The standard frame interpolation settings were well-suited to slow-to-medium speed objects moving both horizontally and vertically; Interstellar is very challenging in this regard, but there were few occasions where the spacecraft looked juddery. Even so, some edges look very artificial; when the spacecraft was flying high above a planet, it looked superimposed. This is partly down to edge enhancement, and also down to the fact that it’s an upscaled image. 

Equally good is the sound from the built-in speakers. Cranking the volume up to maximum is no problem at all, and both music and movies sound superb. If you want to hook up other speakers, there’s an optical S/PDIF connector at the rear, along with three HDMI ports and three USB ports.

The 3D isn’t great. LG supplies two sets of 3D glasses, but they’re passive, which means the 3D effect is less pronounced and also has a greater degree of crosstalk. It’s not a lot of fun to watch, and when you also consider that LG has just dropped its 3D content category from its TVs’ online stores, it’s not hard to see that LG’s heart is elsewhere.

I couldn’t get a proper input lag reading from the TV with image enhancements switched on, but turning the TV on to ‘Game Mode’, where many image enhancements are switched off, I recorded a sky-high input lag figure of 63ms. It’s the price you pay for great image quality, but this is too high for fps games, although titles such as FIFA will be fine.


LG’s WebOS 2.0 interface is bright, colourful and smooth for the most part, and I particularly enjoyed using the gesture-sensitive remote control to navigate the menus. While the menus are great to look at, they can be a bit confusing at times. You get a menu across the bottom of the screen with buttons taking you to your apps, app store and live TV. You can move your most-used applications so they always show up where you want them, but I encountered a bug where my changes weren’t saved, and the apps I’d added to the menu moved back to the end of the list, which was annoying.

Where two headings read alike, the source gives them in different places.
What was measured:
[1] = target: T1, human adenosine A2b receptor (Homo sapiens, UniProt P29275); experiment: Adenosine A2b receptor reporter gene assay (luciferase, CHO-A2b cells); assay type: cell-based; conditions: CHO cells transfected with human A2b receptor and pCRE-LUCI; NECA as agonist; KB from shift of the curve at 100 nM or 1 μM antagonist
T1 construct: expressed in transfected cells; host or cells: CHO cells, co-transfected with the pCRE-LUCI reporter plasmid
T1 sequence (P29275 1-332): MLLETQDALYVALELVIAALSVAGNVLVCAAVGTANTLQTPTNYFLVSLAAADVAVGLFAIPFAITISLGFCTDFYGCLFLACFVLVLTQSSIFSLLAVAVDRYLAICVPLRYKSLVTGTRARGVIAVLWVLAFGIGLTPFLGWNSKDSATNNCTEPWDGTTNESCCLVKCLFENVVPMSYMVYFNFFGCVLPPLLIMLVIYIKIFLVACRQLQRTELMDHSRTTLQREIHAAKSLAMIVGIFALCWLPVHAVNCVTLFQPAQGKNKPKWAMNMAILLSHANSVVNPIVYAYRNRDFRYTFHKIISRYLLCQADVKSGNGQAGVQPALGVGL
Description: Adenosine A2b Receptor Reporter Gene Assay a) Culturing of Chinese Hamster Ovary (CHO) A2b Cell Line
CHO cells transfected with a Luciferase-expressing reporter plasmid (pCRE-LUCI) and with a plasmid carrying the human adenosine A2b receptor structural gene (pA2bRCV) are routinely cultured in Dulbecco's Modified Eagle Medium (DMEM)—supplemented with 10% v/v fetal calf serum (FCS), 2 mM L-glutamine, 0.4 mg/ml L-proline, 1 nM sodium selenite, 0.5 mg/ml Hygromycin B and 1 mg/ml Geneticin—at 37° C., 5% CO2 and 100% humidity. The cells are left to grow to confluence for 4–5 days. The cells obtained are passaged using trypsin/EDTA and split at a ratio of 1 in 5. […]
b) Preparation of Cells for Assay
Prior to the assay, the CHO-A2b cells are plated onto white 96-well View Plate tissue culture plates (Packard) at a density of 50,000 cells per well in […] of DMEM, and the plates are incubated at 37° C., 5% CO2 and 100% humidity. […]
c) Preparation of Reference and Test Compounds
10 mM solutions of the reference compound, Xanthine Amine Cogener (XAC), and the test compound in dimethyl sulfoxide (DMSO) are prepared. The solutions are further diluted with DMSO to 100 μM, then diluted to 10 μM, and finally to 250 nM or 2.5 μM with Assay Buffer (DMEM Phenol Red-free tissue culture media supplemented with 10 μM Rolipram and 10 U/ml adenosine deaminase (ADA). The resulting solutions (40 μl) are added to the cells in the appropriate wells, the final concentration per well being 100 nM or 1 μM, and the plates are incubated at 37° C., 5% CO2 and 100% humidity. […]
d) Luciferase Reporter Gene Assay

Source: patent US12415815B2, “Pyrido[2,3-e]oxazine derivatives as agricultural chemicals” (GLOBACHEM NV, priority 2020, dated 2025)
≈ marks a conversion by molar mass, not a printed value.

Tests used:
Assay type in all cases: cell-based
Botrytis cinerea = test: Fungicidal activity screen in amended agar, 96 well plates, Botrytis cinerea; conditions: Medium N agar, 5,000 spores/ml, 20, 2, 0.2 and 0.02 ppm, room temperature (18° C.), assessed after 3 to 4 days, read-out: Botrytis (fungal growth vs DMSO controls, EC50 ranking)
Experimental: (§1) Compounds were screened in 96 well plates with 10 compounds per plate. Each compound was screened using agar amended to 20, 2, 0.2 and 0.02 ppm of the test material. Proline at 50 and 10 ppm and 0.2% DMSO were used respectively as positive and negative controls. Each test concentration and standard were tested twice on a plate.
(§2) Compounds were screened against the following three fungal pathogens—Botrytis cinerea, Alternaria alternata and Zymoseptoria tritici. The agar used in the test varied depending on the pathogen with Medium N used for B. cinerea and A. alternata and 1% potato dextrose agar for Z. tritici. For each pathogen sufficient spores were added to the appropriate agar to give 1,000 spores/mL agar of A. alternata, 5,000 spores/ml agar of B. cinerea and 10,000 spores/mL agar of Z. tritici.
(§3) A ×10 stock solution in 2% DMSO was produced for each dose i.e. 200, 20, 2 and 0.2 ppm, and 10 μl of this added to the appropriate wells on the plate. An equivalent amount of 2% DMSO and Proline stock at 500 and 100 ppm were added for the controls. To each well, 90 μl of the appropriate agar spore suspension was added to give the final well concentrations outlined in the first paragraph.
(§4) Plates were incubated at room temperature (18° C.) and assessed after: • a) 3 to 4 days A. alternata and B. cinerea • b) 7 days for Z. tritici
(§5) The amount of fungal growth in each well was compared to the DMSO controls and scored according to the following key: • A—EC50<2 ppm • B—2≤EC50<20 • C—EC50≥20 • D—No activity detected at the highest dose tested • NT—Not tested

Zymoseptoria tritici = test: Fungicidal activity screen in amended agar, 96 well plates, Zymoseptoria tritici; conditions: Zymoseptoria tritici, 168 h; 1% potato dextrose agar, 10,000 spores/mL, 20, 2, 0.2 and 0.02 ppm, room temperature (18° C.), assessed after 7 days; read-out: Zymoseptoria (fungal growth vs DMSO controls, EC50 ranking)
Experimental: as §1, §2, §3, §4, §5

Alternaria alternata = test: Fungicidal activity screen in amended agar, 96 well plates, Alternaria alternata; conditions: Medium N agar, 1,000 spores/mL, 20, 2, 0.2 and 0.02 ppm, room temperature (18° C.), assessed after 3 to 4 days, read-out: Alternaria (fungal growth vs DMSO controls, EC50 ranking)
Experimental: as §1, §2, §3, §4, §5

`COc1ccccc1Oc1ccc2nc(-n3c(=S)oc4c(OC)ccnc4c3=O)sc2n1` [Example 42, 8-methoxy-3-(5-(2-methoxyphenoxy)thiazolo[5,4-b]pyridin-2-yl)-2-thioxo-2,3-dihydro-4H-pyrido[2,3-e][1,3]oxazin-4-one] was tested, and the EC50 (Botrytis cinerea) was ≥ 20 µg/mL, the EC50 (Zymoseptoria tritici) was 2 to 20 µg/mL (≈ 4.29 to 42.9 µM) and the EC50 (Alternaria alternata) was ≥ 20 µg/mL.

There’s voice control and universal search, too, although I could only get the universal search controls to find content in the EPG, Wuaki.TV and YouTube.

Slightly worrying is the lack of All4 and ITV Player catch up services. BBC iPlayer and Demand 5 are both present, as is Sky Now TV (which is unique to LG TVs thanks to an exclusivity deal) but missing half of the UK’s big catch up players is a big deal. You do at least get Amazon Prime instant video and Netflix, both of which support 4K video streams.

The 65EF950V is a fantastic TV for early adopters; once you’ve seen the quality of the images it produces it’s hard to go back to conventional non-4K, non-HDR content. Living with a few missing catch-up services isn’t a huge issue if you’re willing to buy a streaming stick such as a Chromecast or Roku, but when you’re paying in excess of £3,500 for a TV set, you’d expect it to be the complete package. Buy now from Currys.

After something different? Our Best TVs guide has all the top models

Screen size65in
Native resolution3,840×2,160
Aspect ratio16:9
Contrast ratioNot stated
BrightnessNot stated
Speakers2x 10W
Video inputs3x HDMI, Common Interface, Composite, Conponent
Audio inputs3.5mm audio
Audio outputsOptical S/PDIF
TunerFreeview HD
Streaming TV servicesBBC iPlayer, Demand 5, Netflix,, Amazon Instant, YouTube
Media StreamingDLNA
Price including VAT£3,999
WarrantyOne year RTB
Part code65EF950V

Read more